coverings. Def Leppard is upstairs sound-checking. F-F-F-Foolin’.

The huge hospitality
room down the hall has a video arcade that is entirely free, ping-pong and a
putting green, a jukebox (also free), and huge windows that have you looking
into a dense elfin wood. There’d be a perpetual Renaissance Fair on the
patio if Certain Types ran the place. The helping people tried to serve us some
kind of sloppy joes for food. This was not well going. And though these kitchen
people are very friendly I find that I would not like to eat their things. I
hear now behind me that there is some more _________ left over from last night’s
atrocious binge. There’ll be no bother about eating at all.

There is a
parrot here who doesn’t give a shit. He rides around on one of the Lep
roadies’ shoulder. People give him grapes and such. He’s frequently
alone on one or other of the tables in catering with a paper plate of melon
rinds in front of him–just thinking I guess. Right now he’s sitting
on the pinball machine. Thinking. I don’t know what his name is. It is
good to have a pet animal on the road. Especially a wise-ass one with his head
around things and some command of English.

The show here
is a good time. Three Def Leppards were laughing–at or with, doesn’t
matter–in the wings while we played "Quiet Riot" for the 8000
people. Joe Elliott had specifically asked for that to happen. We were also
laughing because we don’t know it that well. No one else was laughing all
that much–because we don’t know it that well. (I know there were at
least 400 pre-glacial musical geniuses sitting there fuming, going Who the
fuck are these assholes? I could fuckin do that.
Yes, but you’re not.)
This place is 1980, dethroned. Everything is a blinding anachronism. Except
the _______.

The Ryder truck
has disappeared and the rental van has shown up. It is immediately broken and
sent to Assy McRipoff’s Auto, while the most important equipment–the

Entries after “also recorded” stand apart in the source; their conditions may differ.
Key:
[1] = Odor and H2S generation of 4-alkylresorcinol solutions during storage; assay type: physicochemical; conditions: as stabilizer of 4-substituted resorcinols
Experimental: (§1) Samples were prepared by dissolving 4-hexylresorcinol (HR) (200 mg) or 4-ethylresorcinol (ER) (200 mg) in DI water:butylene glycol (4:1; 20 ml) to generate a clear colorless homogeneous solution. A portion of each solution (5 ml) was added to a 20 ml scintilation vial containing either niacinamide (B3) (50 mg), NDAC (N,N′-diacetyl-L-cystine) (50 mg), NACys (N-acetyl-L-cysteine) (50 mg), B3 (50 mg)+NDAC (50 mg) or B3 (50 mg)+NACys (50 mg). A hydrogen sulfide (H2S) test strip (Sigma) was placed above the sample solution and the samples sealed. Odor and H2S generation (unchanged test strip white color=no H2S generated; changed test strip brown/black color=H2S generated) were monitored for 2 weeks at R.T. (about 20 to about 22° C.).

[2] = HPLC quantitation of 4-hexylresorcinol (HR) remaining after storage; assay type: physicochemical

Hand, couple guitars, some leftover chicken–is put into Def Leppard’s


Hey, How
Come This Is Wet?

Let me say
about how we urinate. We go and buy two gallons of water at a place that has
a bathroom. We use that bathroom as much as we need/can after we have drunk
as much of one of the gallons of water as possible. We put whatever is left
into smaller containers, which we put somewhere in the van to get nice and hot
for those desert drives, leaving half an inch of water in the gallon jug. Now
this is a toilet, or more specifically, a urinal. The jug we have now has a
sticker on it reading, Indian Rock Spring Water. "Rock water." I used
to sneak around when it was my turn to dump it. Now I just pour it out wherever
I feel like and say what the fuck are you looking at. The other gallon jug we
dump out and fill with prostitutes.



Gas station.
Somewhere in Missouri. Safety-Bear opens the driver’s side door and a few
Budweiser bottles roll out and smash on the ground, which is just as well. Matt
is throwing up out the back of the van. A jug of piss is leaking toward our
neighbor’s car: the guy’s got one hand on the pump and an expression
on his face that I feel no need to accurately describe. Inside, I’ve knocked
over a rack of something blurry and Peeler is giggling at the hotdog carousel.
Steve is paying for some Big League Chew with his pants down. His raspberry-glass
Kiss belt buckle scrapes along the linoleum as he walks out.

a nacho accident all over the counter. A giant black woman is shoveling cheese-food
back into its pan under the heat lamp in one of the most retarded operations
I have ever witnessed, saying, "There must be a better way to do this,
but Baptists don’t know it."

today was Joe Elliott’s birthday. We gave him, indispensably, a Boy Scout
handbook copyright 1948 and a stick pin that says "New England: Caring
Is Our Way."

Now I’m
shotgun in the van back on the highway. Listening to some Mountain. It is proud,
proud music.



we slept sitting up in a rest area again. As a matter of fact, from now on that
goes without saying. I owe any moments of blissful unconsciousness to lots and